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acrylic on illustration board 15" x 7½"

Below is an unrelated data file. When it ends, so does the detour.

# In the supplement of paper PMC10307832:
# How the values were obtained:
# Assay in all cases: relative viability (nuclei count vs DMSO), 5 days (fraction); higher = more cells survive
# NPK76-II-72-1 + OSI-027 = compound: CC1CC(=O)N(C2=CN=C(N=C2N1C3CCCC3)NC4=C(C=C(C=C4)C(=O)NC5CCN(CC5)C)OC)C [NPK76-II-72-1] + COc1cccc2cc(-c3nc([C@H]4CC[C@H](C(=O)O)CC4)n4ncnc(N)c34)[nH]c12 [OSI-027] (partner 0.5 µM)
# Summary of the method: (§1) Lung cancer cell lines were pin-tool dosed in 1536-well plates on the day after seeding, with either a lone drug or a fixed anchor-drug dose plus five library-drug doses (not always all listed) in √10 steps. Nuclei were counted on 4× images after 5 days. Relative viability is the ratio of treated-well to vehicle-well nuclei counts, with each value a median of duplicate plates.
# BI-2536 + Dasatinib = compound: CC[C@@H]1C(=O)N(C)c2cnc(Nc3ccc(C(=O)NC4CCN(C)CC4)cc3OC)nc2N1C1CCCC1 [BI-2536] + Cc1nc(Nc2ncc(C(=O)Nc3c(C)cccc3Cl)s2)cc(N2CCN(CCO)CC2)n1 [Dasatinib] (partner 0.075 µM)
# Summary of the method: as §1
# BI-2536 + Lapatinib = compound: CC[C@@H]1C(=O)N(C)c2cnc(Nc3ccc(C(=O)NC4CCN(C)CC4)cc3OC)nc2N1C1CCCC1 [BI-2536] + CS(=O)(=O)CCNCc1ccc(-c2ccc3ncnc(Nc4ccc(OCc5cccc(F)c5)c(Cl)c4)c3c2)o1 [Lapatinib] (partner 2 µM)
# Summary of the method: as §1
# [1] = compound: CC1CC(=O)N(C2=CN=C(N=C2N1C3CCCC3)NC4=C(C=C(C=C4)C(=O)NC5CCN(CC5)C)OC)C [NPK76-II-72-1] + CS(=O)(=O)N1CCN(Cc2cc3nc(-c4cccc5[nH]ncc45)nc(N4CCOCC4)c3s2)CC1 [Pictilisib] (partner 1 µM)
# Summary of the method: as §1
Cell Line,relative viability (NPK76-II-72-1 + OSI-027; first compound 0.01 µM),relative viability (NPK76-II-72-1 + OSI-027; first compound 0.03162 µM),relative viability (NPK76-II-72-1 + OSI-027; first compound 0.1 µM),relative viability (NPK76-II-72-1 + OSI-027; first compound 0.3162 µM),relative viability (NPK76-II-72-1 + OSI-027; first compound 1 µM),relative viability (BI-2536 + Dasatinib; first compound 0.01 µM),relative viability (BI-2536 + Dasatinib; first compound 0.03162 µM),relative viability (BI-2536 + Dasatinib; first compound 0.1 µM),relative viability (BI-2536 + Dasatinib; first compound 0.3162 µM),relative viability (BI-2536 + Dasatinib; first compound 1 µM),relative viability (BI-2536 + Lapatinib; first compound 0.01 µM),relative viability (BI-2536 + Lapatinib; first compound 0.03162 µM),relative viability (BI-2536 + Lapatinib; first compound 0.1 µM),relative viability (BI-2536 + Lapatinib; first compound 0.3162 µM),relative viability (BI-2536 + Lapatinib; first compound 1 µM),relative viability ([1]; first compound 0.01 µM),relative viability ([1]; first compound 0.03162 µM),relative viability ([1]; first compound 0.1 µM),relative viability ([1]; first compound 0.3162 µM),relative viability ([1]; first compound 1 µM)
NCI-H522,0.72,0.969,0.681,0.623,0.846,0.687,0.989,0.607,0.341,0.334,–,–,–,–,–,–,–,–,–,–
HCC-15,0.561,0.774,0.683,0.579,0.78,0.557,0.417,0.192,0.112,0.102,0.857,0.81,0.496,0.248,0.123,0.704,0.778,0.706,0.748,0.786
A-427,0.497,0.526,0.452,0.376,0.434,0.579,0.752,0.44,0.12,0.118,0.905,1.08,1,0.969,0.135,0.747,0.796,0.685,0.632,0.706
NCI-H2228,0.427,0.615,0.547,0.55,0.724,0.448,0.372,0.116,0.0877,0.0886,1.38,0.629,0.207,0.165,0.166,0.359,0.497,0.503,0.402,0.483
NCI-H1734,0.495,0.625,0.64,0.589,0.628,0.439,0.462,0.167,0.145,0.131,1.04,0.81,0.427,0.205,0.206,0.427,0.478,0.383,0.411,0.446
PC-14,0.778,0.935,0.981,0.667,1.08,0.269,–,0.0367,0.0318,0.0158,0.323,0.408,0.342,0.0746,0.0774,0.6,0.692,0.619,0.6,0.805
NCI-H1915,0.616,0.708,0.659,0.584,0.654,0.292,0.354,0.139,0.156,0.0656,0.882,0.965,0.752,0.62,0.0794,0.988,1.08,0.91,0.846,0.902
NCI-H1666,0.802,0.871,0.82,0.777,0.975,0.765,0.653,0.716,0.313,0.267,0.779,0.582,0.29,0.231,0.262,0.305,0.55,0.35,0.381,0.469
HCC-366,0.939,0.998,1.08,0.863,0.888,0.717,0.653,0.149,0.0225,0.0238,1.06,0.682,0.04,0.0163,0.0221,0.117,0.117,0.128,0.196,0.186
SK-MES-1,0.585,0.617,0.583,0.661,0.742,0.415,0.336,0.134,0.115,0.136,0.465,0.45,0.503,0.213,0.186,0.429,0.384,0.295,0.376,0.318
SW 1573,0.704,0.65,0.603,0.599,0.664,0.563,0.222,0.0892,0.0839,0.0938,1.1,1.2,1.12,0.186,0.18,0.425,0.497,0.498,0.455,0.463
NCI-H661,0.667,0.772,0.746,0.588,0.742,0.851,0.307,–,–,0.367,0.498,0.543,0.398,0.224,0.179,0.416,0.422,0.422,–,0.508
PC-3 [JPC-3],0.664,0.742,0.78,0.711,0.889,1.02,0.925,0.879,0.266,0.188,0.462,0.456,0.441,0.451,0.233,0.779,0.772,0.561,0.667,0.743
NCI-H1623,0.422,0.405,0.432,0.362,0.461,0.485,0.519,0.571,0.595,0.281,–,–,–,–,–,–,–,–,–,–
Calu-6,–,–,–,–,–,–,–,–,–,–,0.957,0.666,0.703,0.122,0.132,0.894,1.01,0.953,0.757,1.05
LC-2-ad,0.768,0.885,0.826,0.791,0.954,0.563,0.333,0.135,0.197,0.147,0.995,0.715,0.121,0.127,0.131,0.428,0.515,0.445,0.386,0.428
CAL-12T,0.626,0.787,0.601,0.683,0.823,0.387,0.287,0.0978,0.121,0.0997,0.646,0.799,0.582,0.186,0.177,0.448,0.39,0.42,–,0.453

For plants, sex is largely a crapshoot. Early flowering plants increased the odds of transferring their male gametes to a receptive ovary from the appropriate species by producing nectar to lure insects and other mobile animals that inadvertently transported pollen from one plant to another. This made it possible to invest less energy to producing masses of pollen, but producing nectar is also energy-intensive. Certain plants living in nutrient-poor conditions circumvented this problem by deceiving their pollinators. This strategy has become especially elaborate in the orchid family, where thousands of species rely on pollination vectors that are lured to the flowers by color or scent cues, without the nectar payoff. A European orchid genus and nine Australian ones use sexual deception. In these cases, a male wasp must try to copulate with the flower in order to pick up pollen and to transfer it as well. The flowers produce pheremones attractive to an insect; each orchid species attracts a different insect species. In some cases, the exact same compound is produced by orchid and wasp, and is found nowhere else in nature. The flower also bears some physical resemblance to a female insect. The little hammer orchids (Drakaea spp.) of southwestern Australia attract wasps of the family Thynnidae. The most widespread of the hammer orchids, the King-In-His-Carriage (D. glyptodon), grows in sandy heath and is pollinated by the wasp Zapilothynnus trilobatus. The flightless female wasp climbs a sedge blade or other plant when receptive, and waits for a flying male to whisk her off. Here she bears a modest resemblance to the warty dark labellum of the King-In-His-Carriage sitting atop its slender stem. When a male thynnid wasp attempts to carry off the flower's labellum, the hinged stem knocks the insect into the column, dusting the wasp or the stigma with pollinia.